Our two openers are not only in the dock but readying to face a proverbial firing squad. To find the last Pakistani opener to score a century in England, you have to go back to Saeed Anwar’s majestic 176 at The Oval in 1996. Clearly, Mohammad Hafeez and Shan Masood are not going undergoing a Damascene conversion overnight into Saeed Anwar. The technical issues were glaring. The feet of both openers were stuck on the crease with hard-handed pokes outside the off-stump; Mohammad Hafeez was particularly guilty of playing away from his body. Not wise with Jimmy Anderson’s impending return. Despite blunting the new ball for an hour in the first innings, the openers always looked vulnerable. What to do? One suggestion is to promote Azhar Ali up the order, given he’s practically opening anyway. Another is to introduce young Sami Aslam, a promising batsman with a formidable U19 record but still raw and England has no hiding place for an opening batsman. One area not for dispute is the quality of Asad Shafiq. His technique and shot selection were widely praised by commentators, with two knocks coming at vital stages.
What have we learnt about our bowling? Mohammad Amir looked every bit a bowler inching his way back from a six year absence from Test cricket. With the new ball, he struggled to get his length right but there were enough glimpses of quality to remain hopeful the best is yet to come, especially against Alastair Cook who notably struggled against him in 2010. However the pacers took too long to realise Cook will gobble up deliveries on his pads all day long and that the key is to bowl fuller and wider outside off-stump against him.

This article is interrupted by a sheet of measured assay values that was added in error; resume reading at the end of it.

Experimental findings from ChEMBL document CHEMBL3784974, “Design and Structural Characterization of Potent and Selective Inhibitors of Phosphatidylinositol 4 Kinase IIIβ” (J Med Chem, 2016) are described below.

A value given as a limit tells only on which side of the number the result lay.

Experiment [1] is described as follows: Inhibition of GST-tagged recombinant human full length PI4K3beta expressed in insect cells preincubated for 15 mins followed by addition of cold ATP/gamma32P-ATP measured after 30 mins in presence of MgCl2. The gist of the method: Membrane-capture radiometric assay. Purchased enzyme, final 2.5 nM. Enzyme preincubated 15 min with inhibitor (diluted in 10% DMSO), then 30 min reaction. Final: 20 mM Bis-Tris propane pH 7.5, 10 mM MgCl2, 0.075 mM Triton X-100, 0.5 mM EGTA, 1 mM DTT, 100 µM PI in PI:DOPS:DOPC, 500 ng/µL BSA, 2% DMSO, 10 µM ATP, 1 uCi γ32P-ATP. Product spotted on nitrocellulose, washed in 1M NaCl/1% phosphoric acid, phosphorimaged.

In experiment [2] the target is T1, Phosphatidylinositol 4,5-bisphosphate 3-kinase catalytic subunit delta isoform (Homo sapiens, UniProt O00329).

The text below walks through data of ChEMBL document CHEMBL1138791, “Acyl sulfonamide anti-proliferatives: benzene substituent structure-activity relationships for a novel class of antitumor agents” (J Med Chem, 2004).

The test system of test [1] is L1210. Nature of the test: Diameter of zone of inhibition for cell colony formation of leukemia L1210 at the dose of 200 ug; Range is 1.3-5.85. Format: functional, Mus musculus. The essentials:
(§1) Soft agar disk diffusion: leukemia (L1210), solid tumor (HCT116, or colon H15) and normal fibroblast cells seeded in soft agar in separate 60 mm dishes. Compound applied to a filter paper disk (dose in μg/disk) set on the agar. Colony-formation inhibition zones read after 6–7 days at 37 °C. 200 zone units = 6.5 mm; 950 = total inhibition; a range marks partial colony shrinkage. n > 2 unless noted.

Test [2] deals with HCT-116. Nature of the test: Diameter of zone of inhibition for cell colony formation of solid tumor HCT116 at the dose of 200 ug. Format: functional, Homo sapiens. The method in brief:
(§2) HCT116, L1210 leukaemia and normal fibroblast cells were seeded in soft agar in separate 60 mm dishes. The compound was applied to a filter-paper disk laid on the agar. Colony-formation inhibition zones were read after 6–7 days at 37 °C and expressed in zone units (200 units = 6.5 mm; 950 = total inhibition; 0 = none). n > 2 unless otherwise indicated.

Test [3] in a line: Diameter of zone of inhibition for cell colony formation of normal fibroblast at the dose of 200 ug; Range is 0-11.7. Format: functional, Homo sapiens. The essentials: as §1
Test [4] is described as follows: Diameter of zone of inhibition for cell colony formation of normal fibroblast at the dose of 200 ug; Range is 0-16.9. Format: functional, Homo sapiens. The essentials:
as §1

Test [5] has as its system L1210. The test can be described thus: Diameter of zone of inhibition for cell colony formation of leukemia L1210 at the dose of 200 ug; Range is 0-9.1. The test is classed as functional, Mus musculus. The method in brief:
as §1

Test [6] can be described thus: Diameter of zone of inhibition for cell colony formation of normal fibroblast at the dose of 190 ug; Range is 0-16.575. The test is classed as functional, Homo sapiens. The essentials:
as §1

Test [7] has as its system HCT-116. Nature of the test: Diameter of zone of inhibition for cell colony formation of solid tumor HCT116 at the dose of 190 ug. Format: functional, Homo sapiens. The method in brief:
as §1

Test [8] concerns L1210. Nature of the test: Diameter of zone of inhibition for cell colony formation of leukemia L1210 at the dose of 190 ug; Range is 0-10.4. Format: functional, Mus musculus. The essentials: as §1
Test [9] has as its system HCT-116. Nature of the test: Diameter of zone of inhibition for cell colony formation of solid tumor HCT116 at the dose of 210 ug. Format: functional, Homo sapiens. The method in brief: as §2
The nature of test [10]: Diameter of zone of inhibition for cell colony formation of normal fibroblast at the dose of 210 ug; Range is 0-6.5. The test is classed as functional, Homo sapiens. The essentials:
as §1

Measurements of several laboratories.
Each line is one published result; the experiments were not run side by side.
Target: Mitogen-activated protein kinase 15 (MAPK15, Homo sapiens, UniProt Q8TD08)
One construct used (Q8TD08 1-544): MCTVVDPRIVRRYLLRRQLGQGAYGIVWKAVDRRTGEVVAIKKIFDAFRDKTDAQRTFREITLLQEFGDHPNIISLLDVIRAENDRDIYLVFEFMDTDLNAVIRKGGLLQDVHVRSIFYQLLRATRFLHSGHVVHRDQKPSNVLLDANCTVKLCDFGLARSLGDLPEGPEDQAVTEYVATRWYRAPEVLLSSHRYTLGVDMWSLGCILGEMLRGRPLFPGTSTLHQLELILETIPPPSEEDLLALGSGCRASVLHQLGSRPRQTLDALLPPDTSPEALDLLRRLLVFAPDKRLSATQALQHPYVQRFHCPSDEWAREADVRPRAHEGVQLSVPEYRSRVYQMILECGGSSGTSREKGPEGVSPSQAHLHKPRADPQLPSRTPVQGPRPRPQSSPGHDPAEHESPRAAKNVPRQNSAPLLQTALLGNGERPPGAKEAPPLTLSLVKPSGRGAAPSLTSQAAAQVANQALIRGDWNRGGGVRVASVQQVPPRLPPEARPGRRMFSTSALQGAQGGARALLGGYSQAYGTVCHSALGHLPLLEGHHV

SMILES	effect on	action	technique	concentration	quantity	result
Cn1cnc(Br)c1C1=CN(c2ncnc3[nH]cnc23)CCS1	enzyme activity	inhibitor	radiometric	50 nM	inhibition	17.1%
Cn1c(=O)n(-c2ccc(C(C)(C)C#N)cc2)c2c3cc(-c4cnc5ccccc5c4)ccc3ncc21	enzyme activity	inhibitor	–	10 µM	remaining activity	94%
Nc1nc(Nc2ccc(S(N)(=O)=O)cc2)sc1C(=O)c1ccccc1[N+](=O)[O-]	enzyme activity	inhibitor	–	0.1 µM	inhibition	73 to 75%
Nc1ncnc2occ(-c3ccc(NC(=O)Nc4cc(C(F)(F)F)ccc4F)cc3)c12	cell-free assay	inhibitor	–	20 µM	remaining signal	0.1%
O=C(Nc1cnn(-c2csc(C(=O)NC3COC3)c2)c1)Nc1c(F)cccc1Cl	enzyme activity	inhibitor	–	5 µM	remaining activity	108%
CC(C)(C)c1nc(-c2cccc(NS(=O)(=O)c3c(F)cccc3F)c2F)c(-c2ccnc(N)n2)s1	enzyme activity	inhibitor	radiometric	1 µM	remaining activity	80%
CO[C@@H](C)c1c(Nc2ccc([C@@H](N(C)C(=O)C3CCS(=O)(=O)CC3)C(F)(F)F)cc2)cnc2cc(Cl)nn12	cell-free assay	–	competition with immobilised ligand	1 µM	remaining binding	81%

With Rahat Ali and Wahab Riaz, it was a familiar story. Both men capable of a superb wicket-taking delivery, the former’s triple strike on Sunday morning prime example, but never far from a pressure releasing half volley. Too used to bowling a shorter length in UAE, it took time for our pacers to pitch the ball up as one must in England. England raced to fast starts in both innings. A solution could be to introduce Imran Khan who could play a containing role. Maybe Hasan Ali as a left-field call who can also shore up the lower order? Such doubts are non-existent for Yasir Shah. The leggie from Swabi bamboozled the English batsmen in a way reminiscent of Abdul Qadir’s wizardry in the 1980s. Shah relied on natural variation and subtle changes of pace rather than raging turn and thus became the first leg-spinner to take a 5-fer at Lord’s since his mentor Mushtaq Ahmed in 1996. Zulfiqar Babar must acquaint himself to the splinters on the bench for now.
If Pakistan are to compete in this series, sturdier opening partnerships, fewer soft dismissals, more disciplined new ball bowling, and less butterfingers behind the stumps are a must. A 67 run lead ought to have been a 167 run lead on a pitch with few demons. England are far from invincible and Pakistan have shown they are beatable. Alex Hales, James Vince and Gary Ballance are yet to cement their spots in a batting order that whilst deep, relies heavily on Alastair Cook and Joe Root. As the legendary ITV commentator Brian Moore said after Arsenal famously clawed their way into the title decider at Anfield in 1989, it’s all up for grabs now.